In our own local area there are a number of rather poor and vulnerable artificial exposures, like the M2 cutting under the Barclay Road over-bridge at North Rocks. But this is currently being plastered in concrete by the North Connex guys and will soon largely disappear. The embankment of the Abbott Road eastbound feed-in lane to the M2 is good too but you can't stop there, nor can you for the south-west embankment of the M2 north-west of the Lane Cove Road interchange at Macquarie Park.
As for natural outcrops, when you stroll around in bushland on the flat ground above Hawkesbury Sandstone dropoffs you may see abundant shards of lateritised shale and siltstone in the soil, but unless you stumble on an erosion gully or creek line you'll be lucky to see anything more.
Sheldon Forest is a pretty good start. Wander down past the scout hall to the sweeping apron of tall Blackbutt forest and you'll be descending from Ashfield Shale onto Mittagong Formation. As the track descends further towards the Hawkesbury Sandstone dropoff there is a marked increase in Turpentines, Sydney Red Gums and many shrubs of sandstone affinity such as banksias. But you don't have to return very far back uphill before shale species like the pea-flowered groundcover Tick Trefoils Desmodium rhytidophyllum and D. varians reappear.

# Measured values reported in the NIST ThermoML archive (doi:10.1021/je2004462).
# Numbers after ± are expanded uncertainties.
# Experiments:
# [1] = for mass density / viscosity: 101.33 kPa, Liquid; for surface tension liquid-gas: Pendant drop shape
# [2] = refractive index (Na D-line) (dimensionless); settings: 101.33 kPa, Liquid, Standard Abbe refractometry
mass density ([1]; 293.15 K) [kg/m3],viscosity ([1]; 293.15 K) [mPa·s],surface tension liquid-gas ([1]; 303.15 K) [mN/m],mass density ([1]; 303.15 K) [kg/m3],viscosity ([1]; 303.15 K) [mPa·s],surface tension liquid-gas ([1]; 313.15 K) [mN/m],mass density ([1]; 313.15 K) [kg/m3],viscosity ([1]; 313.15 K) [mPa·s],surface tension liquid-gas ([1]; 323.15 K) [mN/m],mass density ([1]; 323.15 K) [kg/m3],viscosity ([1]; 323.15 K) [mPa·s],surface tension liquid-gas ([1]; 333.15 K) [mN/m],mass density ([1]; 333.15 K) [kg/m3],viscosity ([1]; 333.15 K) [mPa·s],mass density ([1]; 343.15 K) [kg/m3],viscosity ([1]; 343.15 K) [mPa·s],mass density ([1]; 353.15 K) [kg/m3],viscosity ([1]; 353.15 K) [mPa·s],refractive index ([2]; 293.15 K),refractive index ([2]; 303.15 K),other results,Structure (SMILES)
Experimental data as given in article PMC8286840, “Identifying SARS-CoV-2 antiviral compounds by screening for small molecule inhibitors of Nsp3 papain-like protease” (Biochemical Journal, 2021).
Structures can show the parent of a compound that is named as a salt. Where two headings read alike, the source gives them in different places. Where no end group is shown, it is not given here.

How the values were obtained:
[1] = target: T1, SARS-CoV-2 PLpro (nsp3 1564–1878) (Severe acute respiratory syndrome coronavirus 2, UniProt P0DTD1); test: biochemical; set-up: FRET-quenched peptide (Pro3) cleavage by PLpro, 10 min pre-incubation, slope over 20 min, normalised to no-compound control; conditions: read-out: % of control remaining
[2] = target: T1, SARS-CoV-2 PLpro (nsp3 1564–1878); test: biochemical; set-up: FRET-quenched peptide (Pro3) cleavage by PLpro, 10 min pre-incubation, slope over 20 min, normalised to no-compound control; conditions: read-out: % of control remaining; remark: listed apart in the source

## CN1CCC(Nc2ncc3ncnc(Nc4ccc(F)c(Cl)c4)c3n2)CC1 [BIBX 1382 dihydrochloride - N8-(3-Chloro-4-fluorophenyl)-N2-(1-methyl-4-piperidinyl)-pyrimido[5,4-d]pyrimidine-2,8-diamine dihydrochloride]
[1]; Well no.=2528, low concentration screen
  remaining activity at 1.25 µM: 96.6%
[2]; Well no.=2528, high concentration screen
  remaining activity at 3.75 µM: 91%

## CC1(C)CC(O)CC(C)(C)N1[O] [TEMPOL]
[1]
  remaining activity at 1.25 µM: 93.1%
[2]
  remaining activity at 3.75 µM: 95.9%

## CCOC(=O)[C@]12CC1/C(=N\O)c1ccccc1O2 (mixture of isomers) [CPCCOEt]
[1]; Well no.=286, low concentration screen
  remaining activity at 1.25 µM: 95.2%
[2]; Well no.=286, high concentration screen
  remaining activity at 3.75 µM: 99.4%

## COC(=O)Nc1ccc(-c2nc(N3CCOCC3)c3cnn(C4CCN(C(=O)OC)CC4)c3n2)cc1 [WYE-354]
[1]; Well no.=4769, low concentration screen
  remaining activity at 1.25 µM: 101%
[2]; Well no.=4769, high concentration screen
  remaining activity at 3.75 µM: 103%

At roughly 3.5 ha, this is probably the largest area of Mittagong Formation bushland in the Lane Cove catchment. It's primarily Blackbutt forest very like lower Sheldon but several other tree species are present, notably Sydney Red Gum, Red Bloodwood and Red Mahogany, and both White and Narrow-leaved Stringybarks are present though these are rare, scattered and sometimes in poor condition. The shrub flora is rich and includes the critically endangered Julian's Hibbertia, H. spanantha. The Sydney region has a greater diversity of hibbertias than any other similar-sized region of Australia and H. spanantha will very likely not be the last new species to be discovered.